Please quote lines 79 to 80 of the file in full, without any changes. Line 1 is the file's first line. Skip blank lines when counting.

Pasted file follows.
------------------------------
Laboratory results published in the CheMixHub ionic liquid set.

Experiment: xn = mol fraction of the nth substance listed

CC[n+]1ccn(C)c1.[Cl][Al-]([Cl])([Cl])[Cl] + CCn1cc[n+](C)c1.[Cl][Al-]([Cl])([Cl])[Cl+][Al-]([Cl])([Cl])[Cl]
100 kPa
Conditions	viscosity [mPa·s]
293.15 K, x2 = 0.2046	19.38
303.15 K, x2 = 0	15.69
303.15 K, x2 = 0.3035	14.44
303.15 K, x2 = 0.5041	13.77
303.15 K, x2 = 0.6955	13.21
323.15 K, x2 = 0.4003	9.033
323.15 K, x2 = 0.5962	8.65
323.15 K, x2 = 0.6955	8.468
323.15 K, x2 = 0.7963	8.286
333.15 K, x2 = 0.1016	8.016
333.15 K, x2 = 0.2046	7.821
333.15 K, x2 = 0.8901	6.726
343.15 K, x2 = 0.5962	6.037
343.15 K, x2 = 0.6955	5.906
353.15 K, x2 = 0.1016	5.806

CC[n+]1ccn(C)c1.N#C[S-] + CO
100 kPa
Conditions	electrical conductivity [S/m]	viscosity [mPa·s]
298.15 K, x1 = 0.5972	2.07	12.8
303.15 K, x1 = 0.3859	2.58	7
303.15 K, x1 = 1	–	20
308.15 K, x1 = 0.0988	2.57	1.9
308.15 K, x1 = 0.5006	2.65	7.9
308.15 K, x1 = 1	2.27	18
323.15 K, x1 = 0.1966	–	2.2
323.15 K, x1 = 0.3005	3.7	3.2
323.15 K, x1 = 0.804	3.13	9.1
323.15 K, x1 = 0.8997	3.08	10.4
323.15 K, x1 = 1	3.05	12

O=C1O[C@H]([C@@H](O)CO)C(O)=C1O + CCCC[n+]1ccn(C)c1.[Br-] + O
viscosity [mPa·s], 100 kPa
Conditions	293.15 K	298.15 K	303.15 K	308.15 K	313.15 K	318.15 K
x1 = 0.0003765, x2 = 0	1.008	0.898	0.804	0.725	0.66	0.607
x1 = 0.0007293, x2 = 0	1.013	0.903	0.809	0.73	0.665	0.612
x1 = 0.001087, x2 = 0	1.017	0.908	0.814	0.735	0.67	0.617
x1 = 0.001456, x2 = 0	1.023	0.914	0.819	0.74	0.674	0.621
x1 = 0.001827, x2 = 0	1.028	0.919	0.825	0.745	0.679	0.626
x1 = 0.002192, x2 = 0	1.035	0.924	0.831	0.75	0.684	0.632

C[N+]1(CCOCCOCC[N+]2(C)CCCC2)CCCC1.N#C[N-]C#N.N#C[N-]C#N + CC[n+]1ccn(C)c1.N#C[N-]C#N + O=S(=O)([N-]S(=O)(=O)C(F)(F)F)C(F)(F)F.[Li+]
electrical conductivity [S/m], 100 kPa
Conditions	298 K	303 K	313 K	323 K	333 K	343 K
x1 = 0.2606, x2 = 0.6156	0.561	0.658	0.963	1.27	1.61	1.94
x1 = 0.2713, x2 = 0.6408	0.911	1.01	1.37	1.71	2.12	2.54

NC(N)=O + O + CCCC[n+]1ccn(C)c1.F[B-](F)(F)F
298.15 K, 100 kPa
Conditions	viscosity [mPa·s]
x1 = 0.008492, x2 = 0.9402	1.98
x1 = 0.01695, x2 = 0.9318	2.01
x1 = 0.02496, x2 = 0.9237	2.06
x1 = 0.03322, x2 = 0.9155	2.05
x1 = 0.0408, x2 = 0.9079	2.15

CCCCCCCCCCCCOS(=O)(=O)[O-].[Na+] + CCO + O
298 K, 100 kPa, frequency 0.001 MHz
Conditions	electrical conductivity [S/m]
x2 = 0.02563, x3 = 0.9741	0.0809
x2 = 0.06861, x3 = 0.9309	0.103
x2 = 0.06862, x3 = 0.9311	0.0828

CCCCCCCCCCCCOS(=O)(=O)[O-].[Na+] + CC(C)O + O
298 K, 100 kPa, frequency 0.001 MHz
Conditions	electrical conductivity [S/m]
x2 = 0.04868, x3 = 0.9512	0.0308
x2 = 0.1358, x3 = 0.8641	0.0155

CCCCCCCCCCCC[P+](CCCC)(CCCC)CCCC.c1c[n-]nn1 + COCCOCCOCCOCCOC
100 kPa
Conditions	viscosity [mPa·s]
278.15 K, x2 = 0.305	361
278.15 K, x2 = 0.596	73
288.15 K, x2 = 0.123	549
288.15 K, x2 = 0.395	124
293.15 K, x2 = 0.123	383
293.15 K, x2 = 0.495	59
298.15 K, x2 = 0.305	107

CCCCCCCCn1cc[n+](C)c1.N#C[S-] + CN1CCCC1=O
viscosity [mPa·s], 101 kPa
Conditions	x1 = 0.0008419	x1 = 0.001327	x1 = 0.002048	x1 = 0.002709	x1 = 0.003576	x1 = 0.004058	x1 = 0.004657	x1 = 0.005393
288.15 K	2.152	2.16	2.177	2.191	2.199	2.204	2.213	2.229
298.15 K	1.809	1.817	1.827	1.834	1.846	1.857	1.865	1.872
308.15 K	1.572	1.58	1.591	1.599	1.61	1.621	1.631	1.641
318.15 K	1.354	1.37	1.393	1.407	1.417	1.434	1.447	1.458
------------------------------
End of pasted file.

viscosity [mPa·s], 101 kPa
Conditions	x1 = 0.0008419	x1 = 0.001327	x1 = 0.002048	x1 = 0.002709	x1 = 0.003576	x1 = 0.004058	x1 = 0.004657	x1 = 0.005393